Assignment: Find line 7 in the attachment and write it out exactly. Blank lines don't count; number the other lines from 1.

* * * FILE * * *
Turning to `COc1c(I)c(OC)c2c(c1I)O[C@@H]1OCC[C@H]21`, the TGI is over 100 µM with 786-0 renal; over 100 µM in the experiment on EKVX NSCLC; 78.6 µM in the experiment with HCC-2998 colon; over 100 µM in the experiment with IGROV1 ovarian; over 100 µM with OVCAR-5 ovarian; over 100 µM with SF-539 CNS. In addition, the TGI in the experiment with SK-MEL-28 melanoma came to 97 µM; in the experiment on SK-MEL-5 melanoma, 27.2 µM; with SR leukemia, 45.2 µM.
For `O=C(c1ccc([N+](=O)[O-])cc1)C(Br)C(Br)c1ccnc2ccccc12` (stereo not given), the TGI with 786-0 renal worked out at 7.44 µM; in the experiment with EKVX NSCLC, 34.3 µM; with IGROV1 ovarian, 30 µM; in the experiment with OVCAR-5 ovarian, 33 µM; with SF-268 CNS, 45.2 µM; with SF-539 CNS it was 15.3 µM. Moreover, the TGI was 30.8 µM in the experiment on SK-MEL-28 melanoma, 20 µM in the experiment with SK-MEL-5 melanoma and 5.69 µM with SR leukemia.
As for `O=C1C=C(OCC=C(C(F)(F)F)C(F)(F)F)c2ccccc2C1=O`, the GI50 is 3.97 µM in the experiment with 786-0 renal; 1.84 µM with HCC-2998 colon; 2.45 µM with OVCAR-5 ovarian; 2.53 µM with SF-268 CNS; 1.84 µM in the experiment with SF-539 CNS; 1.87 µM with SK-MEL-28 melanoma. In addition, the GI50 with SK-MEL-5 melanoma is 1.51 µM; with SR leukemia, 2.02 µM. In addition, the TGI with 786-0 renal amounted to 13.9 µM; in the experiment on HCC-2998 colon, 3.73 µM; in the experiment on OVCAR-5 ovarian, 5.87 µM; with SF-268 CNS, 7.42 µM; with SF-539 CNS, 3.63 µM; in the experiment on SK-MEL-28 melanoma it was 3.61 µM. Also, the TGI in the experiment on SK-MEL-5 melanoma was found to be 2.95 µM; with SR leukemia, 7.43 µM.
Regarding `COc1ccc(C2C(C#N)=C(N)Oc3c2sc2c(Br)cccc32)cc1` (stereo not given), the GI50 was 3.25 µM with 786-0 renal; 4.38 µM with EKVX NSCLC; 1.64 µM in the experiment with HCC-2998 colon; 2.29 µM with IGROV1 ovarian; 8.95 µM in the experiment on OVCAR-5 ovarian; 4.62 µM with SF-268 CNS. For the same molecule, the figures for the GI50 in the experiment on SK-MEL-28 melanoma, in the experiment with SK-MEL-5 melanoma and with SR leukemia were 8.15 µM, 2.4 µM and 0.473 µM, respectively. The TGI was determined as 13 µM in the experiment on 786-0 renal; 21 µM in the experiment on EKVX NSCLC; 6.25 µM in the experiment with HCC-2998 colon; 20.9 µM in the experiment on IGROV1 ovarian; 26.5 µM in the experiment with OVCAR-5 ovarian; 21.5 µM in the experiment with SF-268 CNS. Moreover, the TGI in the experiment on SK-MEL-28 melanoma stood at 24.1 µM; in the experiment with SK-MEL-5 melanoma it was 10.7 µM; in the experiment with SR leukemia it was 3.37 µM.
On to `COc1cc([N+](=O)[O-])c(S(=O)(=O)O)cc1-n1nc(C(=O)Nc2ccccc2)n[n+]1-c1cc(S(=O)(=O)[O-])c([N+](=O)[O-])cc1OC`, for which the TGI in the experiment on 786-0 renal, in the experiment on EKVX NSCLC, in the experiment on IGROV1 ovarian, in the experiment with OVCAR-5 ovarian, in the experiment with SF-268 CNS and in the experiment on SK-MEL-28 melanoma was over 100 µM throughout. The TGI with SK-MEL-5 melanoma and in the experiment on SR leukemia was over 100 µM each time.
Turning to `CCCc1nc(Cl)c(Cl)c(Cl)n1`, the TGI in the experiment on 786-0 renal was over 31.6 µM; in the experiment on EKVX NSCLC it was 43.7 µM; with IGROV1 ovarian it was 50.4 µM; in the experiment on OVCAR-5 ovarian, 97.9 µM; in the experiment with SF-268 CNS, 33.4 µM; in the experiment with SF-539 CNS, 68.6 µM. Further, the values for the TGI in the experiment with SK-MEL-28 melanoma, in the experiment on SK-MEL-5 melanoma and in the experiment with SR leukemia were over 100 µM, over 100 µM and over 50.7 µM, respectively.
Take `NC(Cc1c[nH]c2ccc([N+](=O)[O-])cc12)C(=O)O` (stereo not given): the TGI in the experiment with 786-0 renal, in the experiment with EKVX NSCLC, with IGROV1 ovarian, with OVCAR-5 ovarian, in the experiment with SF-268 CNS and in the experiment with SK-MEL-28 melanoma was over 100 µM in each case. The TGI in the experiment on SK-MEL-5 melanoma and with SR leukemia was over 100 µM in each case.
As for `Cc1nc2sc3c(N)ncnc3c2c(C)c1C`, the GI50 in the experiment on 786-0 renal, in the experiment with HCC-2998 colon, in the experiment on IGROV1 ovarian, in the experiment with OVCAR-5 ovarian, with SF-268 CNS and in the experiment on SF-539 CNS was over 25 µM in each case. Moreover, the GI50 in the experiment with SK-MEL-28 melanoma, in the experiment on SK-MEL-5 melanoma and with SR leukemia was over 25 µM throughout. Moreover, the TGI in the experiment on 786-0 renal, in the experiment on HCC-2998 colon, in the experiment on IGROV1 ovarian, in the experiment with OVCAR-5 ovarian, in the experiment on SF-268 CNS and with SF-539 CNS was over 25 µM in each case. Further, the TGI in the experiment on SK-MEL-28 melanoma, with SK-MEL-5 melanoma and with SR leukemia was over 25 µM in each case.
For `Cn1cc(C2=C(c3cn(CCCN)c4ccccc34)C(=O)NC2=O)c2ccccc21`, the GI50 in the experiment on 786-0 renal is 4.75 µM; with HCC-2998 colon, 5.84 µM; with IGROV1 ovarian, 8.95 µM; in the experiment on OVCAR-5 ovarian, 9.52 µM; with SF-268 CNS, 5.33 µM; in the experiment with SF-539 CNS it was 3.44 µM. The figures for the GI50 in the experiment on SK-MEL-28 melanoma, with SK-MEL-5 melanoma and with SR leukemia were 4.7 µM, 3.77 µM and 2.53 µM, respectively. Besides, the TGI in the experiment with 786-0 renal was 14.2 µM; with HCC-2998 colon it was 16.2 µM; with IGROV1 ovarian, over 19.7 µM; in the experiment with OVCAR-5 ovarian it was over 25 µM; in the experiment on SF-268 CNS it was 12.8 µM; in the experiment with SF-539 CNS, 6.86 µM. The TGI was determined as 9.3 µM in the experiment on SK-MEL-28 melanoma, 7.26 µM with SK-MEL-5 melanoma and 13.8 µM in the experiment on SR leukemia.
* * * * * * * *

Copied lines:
Take `NC(Cc1c[nH]c2ccc([N+](=O)[O-])cc12)C(=O)O` (stereo not given): the TGI in the experiment with 786-0 renal, in the experiment with EKVX NSCLC, with IGROV1 ovarian, with OVCAR-5 ovarian, in the experiment with SF-268 CNS and in the experiment with SK-MEL-28 melanoma was over 100 µM in each case. The TGI in the experiment on SK-MEL-5 melanoma and with SR leukemia was over 100 µM in each case.